Britain and France may not have had direct interests in the peninsula, but both were intensely interested in who controlled the eastern Mediterranean. This is why in the 1850s both powers had been intent on propping up Ottoman power against any possible Russian advance towards control of Istanbul and the straights between the Black Sea and the Mediterranean. That maritime route was of obvious strategic importance for Russian trade and expansion. Control over the increasingly important Middle East was also at stake, and there France and Britain were in competition with Germany, who had invested heavily in the Berlin-Baghdad railway. It won’t do to imagine that the Balkan Peninsula was some strategic backwater of little interest except to enfeebled pre-modern empires.

At stake when Austria issued its ultimatum to the Serbian government, almost a month after the assassination of Archduke Franz Ferdinand, was not just the independence of one poor state. Serbia had, in 1903, violently changed dynasties in a coup that also moved it from being effectively an Austrian client state to a significant regional ally of Russia. In the Balkan Wars of 1912-13, it had doubled in size at the expense of the Ottoman Empire and Bulgaria. At least in the fears of the Austrian ruling class, this made Serbia a potential Balkan equivalent of Prussia for Germany or Piedmont for Italy; the core state for the creation of a larger national entity, in this case of southern Slavs. The Austro-Hungarian Empire, already riven by the national ambitions of the many subjected peoples within its borders, would thereby be unravelled.

For Russia, the stakes were perhaps not much lower. As noted, the Tsars had been humiliated not long before in the Russo-Japanese War, and the simultaneous revolution of 1905. The revolutionary mood of the country had been building up once again in the years before 1914. In this context, the loss of an important regional ally would do significant damage to the state’s self-confidence, and ruling classes cannot afford to lose their cohesion over such matters when they face serious internal unrest.

In experiencing a rising wave of working-class unrest, Russia was not alone. Similar social struggles were destabilising the Kaiser’s rule in Germany, while the Social Democrats had become the biggest party in the Reichstag. The ruling clique explicitly turned to an aggressive, imperialist foreign policy as a means of suppressing internal socialist and democratic pressures. Britain also faced a rising tide of discontent, a growing Labour Party, which, if decidedly un-revolutionary even compared to the only ostensibly Marxist German SPD, was still threatening the Conservative-Liberal political duopoly. Even more dangerously, there was a rising independence movement in India, as well as discontent on a massive scale in Ireland.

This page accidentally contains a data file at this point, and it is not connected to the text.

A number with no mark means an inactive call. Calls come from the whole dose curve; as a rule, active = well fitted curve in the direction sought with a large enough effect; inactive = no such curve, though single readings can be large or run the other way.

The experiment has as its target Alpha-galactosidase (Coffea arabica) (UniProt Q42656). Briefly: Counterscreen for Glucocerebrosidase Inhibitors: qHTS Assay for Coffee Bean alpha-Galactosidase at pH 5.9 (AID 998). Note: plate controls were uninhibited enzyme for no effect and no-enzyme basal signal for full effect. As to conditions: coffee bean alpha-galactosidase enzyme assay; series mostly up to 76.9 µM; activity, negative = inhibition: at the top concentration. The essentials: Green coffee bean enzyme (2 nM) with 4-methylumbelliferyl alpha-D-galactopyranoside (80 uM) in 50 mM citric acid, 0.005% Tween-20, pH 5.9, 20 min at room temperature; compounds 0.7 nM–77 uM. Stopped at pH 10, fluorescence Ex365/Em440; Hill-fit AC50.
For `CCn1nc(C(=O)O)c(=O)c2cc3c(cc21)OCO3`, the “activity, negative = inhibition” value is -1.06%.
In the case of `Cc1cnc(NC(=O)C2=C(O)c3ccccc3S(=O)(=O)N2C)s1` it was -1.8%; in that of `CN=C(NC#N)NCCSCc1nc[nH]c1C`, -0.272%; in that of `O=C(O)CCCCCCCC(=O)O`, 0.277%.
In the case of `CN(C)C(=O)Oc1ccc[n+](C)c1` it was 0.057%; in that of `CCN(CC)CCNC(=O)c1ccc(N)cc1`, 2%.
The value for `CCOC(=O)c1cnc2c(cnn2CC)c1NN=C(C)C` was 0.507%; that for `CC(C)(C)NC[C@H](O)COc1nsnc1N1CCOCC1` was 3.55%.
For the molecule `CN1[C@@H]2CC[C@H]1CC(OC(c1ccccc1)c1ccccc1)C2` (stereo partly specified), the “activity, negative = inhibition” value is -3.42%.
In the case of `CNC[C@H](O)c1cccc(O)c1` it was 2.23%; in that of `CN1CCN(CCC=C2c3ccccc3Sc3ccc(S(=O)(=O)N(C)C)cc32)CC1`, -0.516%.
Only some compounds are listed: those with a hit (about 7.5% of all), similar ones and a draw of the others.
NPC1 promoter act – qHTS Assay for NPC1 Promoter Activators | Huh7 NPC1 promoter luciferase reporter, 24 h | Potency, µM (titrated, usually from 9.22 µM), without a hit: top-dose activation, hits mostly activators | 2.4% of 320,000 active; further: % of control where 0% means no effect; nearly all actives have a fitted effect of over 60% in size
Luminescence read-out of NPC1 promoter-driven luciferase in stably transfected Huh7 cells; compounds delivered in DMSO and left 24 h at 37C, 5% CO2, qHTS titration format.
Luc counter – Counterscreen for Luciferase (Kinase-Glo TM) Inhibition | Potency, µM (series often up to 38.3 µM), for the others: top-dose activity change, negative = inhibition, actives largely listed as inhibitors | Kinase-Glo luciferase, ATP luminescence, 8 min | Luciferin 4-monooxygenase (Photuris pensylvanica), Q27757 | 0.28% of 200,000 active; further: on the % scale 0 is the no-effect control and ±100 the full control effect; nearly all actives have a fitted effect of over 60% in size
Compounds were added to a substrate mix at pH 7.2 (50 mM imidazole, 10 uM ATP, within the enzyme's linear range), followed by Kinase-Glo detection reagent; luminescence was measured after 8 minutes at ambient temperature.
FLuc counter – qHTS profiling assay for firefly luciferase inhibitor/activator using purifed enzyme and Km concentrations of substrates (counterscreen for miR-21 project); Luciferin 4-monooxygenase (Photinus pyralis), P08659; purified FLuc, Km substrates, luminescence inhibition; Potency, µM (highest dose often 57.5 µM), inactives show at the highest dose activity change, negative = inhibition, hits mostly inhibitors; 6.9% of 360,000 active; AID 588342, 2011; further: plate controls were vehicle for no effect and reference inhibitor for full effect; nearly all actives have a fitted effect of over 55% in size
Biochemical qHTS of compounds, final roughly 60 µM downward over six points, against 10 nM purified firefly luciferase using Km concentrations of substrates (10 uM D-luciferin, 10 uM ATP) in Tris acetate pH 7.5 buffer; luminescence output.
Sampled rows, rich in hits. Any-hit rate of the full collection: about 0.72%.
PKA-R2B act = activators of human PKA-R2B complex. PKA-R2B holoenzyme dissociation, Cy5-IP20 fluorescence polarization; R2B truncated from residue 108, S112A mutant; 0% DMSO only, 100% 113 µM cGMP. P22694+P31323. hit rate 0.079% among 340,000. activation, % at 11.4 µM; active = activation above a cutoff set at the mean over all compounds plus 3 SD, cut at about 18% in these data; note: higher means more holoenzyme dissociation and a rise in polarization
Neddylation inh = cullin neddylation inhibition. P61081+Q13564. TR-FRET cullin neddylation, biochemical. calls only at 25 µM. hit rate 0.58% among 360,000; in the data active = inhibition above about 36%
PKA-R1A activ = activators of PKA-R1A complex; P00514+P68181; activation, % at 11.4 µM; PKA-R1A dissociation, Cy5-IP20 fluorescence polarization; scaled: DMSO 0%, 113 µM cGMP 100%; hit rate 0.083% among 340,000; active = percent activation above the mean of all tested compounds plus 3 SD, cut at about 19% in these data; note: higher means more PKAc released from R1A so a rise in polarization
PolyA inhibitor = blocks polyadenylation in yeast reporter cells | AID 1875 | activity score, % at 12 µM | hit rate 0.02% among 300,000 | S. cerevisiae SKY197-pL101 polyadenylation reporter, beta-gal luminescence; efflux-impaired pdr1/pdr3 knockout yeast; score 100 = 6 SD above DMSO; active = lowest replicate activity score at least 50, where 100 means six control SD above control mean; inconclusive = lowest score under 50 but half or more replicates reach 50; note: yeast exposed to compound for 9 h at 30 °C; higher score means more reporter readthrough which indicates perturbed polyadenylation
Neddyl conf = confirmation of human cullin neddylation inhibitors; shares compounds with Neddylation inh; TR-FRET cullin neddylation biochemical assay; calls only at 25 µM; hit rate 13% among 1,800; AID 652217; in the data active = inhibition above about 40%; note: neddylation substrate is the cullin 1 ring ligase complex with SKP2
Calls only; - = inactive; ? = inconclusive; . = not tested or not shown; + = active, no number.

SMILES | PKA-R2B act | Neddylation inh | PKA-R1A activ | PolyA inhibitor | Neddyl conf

The imperialists in Austria, Russia, Germany, France and Britain went to war in 1914 not because of diplomatic blunders, or because of individual acts of arrogance and short-sightedness, although there was plenty of all that. They did not go to war through the tragic accident of an alliance system that committed the powers in spite of themselves. They certainly did not go to war because of a ‘rogue state’ in the Balkans, as Christopher Clark’s recent book would have it.

They went to war because they were all driven by an economic system that could only be saved from crisis by continual expansion. This required increasing political and military power over other parts of the globe, but this brought each imperial system into increasingly fraught competition with the others. The sequence of events, the timing and the location of the outbreak of war could all have been quite different, if circumstances had turned out otherwise, but given the workings of the system, a major war was overwhelmingly the most likely outcome. The only realistic alternative to imperialist war in the years after 1900 would have been an uncompromising break with the logic of imperialism. To the great loss of humanity, this did not happen before 1914, but the impact of the horrific war which ensued did nonetheless open up the possibility of a different kind of world.


[1] On Angell and the First World War see Duncan Marlor, Fatal Fortnight: Arthur Ponsonby and the Fight for British Neutrality (London 2014), p.87

[2] David S. Landes, ‘Technological Change and Development in Western Europe’, in The Cambridge Economic History of Europe VI: The Industrial Revolution and After, Part I, eds. H. J. Habakkuk and M. Postan, (Cambridge 1966), p.554.

[3] See for example, Ruth Henig, The Origins of the First World War (Oxford 1989), p.39, and Margaret MacMillan, The War That Ended Peace (London 2013), pp. 256-9.

[4] Cited in Hans-Ulrich Wehler, The German Empire 1871-1918 (Leamington Spa 1985), p.84.

[5] Wehler, German Empire, pp.190-1.

[6] Landes, ‘Technological Change and Development in Western Europe’, p.555.

[7] For an excellent description of this see Douglas Newton, The Darkest Days: The Truth Behind Britain’s Rush to War, 1914 (London 2014), p.67 and chapter 6 in general.

[8] Tony Norfield, The City: London and the Global Power of Finance (London 2016), p.29.

Dominic Alexander

Dominic Alexander is a member of Counterfire, for which he is the book review editor. He is a longstanding activist in north London. He is a historian whose work includes the book Saints and Animals in the Middle Ages (2008), a social history of medieval wonder tales, and articles on London’s first revolutionary, William Longbeard, and the revolt of 1196, in Viator 48:3 (2017), and Science and Society 84:3 (July 2020). He is also the author of the Counterfire books, The Limits of Keynesianism (2018) and Trotsky in the Bronze Age (2020).